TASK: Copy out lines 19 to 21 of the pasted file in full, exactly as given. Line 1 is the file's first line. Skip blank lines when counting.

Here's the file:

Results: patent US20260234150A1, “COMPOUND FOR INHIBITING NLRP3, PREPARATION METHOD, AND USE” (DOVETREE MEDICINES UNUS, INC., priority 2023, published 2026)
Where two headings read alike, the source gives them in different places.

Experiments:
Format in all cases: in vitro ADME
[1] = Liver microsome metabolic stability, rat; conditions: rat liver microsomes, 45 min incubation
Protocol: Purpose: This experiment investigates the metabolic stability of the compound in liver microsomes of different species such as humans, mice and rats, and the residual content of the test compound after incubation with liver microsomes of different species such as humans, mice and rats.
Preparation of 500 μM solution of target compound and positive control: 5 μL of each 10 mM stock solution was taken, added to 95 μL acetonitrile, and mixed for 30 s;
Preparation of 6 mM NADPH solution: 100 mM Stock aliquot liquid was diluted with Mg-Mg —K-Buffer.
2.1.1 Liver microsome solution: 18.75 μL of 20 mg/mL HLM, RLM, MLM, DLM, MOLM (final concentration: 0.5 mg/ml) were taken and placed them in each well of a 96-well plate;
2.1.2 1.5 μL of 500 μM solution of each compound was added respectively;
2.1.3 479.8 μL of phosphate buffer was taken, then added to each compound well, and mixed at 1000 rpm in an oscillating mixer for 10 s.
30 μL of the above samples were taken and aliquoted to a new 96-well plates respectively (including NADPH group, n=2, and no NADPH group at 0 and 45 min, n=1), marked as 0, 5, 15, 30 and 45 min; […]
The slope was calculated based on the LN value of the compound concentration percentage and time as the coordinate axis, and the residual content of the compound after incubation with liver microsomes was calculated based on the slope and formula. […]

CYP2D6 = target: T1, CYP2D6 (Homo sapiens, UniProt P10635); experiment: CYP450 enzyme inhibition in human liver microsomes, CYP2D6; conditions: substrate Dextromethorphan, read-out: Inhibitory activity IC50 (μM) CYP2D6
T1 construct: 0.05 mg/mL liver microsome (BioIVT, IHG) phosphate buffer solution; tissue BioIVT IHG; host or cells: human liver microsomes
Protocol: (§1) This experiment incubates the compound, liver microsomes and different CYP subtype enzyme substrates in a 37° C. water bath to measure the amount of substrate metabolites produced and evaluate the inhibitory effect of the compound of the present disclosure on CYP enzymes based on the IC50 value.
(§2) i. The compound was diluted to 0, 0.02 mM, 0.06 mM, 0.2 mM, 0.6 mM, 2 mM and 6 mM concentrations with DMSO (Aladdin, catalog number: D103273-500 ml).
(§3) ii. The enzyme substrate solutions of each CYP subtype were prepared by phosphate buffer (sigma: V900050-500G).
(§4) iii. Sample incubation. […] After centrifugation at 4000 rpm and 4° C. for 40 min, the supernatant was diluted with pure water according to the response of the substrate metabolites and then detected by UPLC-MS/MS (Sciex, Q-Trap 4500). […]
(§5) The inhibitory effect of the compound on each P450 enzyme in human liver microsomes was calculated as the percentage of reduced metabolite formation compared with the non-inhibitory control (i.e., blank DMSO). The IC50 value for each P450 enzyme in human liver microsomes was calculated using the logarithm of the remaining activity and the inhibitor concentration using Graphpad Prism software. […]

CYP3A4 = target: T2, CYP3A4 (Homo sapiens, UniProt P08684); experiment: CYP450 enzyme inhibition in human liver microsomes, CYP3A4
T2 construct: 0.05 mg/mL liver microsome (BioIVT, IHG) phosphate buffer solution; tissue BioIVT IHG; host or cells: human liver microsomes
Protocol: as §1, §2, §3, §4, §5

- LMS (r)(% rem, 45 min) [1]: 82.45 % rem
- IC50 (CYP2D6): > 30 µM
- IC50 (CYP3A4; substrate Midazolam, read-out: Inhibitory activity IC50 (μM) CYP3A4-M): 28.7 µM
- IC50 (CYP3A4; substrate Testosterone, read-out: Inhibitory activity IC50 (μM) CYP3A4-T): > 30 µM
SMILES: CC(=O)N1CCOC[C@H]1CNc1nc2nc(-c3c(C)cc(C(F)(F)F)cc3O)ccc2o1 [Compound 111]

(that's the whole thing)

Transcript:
(§4) iii. Sample incubation. […] After centrifugation at 4000 rpm and 4° C. for 40 min, the supernatant was diluted with pure water according to the response of the substrate metabolites and then detected by UPLC-MS/MS (Sciex, Q-Trap 4500). […]
(§5) The inhibitory effect of the compound on each P450 enzyme in human liver microsomes was calculated as the percentage of reduced metabolite formation compared with the non-inhibitory control (i.e., blank DMSO). The IC50 value for each P450 enzyme in human liver microsomes was calculated using the logarithm of the remaining activity and the inhibitor concentration using Graphpad Prism software. […]

CYP3A4 = target: T2, CYP3A4 (Homo sapiens, UniProt P08684); experiment: CYP450 enzyme inhibition in human liver microsomes, CYP3A4